A week ago, Valenia Morrison was laying on her back, sunbathing as her boyfriend fished in the middle of a lake in Logan County.
After about an hour, an officer with the Department of Natural Resources pulled up to the couple, pulled out a slip book, and wrote Morrison a ticket for indecent exposure because she was topless.
“It was the middle of nowhere, there was no one around,” she said. “The officer said someone reported me, but there’s no cell service out there. What could they have done — sent smoke signals?”
At Davis Park on Saturday evening, right before the start of the Free the Nip Top Freedom Rally at 6:30 p.m., Morrison pulled the ticket out of her purse, with an orange sticky-note attached to it reading “$171!!”
“That’s how much it cost me to go topless tanning,” Morrison said, looking at her boyfriend Denny Hughart, who was sitting beside her. “The officer told me it’d be OK for a man to do it, but not me.”
A few days after the incident, Morrison and Hughart heard about the rally, and they both came out on Saturday to show support and participate as dozens of women, men and children walked silently from Davis Park on Summers Street to Kanawha Boulevard. Some went topless, others braless or fully clothed.
“I think it’s awesome — It’s for women’s rights,” Hughart said. “We accept everything else, why not this?”
The point of the march was to destigmatize the female body, letting people know nipples and breasts are not sexual objects.
As the marchers grouped at the entrance of Davis Park, those who chose to do so took off their shirts, and prepared to walk. Spectators — groups of men and women alike — stood a few yards away, using their phones to film the women undressing, and lining up against the buildings on Summers to film as they walked by.
As they began their walk, a woman standing against a parking meter cupped her hands around her mouth and yelled “Pathetic!” several times to the marchers.
She declined a request for comment.
Jade Magoun, 22, brought her mother, Jeannie, and her nearly-1-year-old son, Jet, with her to the rally, holding signs saying “Haters Gonna Hate, Mama’s Gonna Lactate,” and “Peace, Love, Mama’s Milk #MindYourOwnTitties.”
“I’m here representing for the breastfeeding mommas,” Jade Magoun said. “Things like this, I think, are one of the only ways we’re going to be able to normalize this. Babies get hungry, we gotta feed them.”
She recalled around Christmas last year, as she was shopping at the Charleston Town Center mall, she couldn’t find a place to comfortably feed her then-6-month-old son.
“There were groups of men here, groups of boys there, and they kept staring,” Magoun, a St. Albans native, said. “There was no place to go.”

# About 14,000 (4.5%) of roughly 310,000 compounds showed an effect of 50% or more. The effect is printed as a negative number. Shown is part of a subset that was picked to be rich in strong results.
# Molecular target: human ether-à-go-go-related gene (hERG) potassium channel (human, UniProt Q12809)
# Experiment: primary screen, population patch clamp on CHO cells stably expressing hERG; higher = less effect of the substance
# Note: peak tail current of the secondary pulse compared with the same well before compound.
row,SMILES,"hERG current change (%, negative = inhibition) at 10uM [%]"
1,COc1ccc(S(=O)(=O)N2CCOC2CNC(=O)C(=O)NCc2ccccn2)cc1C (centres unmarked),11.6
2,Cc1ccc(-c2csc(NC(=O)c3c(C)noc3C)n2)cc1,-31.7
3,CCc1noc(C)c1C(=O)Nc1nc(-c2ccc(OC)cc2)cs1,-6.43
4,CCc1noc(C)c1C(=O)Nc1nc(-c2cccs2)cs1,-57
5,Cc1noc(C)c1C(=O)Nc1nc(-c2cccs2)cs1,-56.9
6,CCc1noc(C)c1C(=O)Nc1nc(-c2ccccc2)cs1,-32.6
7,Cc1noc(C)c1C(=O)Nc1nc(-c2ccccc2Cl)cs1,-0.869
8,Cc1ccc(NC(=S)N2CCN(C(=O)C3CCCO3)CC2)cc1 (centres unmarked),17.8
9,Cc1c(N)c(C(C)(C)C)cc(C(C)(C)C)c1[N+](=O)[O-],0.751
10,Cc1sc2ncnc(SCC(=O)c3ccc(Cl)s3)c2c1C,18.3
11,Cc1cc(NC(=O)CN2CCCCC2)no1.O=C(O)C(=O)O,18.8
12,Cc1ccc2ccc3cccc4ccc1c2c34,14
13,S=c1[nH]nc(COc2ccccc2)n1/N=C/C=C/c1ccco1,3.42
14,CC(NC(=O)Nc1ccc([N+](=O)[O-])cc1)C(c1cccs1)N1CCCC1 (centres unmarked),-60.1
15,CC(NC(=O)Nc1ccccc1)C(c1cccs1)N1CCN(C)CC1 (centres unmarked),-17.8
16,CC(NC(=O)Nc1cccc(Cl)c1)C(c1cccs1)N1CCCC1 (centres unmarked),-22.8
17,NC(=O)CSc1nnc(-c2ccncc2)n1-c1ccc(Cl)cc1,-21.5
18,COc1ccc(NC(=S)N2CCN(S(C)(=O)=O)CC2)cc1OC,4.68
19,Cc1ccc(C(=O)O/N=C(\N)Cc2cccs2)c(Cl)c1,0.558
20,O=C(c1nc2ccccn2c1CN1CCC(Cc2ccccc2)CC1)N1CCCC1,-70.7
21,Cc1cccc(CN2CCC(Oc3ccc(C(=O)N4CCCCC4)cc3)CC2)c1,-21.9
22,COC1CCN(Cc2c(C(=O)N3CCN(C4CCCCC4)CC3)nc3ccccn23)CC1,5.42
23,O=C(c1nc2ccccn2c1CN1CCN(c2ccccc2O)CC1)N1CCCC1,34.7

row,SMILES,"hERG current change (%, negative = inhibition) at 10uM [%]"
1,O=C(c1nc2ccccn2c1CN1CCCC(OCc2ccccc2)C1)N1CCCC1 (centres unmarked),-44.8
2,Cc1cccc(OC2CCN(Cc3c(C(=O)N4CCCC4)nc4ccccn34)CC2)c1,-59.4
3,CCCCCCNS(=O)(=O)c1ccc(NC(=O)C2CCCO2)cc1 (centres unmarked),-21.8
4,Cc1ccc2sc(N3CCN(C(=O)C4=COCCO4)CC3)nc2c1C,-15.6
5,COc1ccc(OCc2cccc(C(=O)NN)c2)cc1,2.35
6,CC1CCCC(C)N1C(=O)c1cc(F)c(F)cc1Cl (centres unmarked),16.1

The mall does have family restrooms with lounge areas for nursings mothers.
The Macy’s in the mall wouldn’t let her use a couch that sits outside of the bathroom, and other stores refused her request for a space as well, until she went to Motherhood, a maternity store, where the manager let her go to the back to feed her son.
“This isn’t something we should be ashamed of,” Magoun, who is also currently a student at West Virginia State University, said. “Being a mom is already so hard — we make a lot of sacrifices and put up with a lot. Feeding our children in public shouldn’t be something we have to worry about.”
Legal observers from the West Virginia ACLU were also at the rally, ensuring no participants had their rights violated, said Jeff Martin, who has served on the state ACLU’s board of directors for a few years.
On a Facebook page for the rally, organizers warned participants that while state statutes don’t necessarily ban toplessness in public, the language is vague. The marchers were also warned about city noise ordinances if they chose to march with chants and megaphones, so participants opted to march in silence, even as cars honked and people yelled from the streets.
Originally, the rally was scheduled earlier than its 6:30 start time, but after requests from Charleston Mayor Danny Jones to move the “naked spectacle” — or cancel it completely — because of FestivALL, organizers agreed to move the time back an hour and a half.
“I really don’t have many thoughts on that,” said participant Amanda Franklin, 27, of South Charleston. “He’s free to think whatever he wants. I can respect everyone’s freedom — this is my freedom, though, and I’m embracing it.”
Reach Caity Coyne at email@example.com, 304-348-5100 or follow @caitycoyne on Twitter.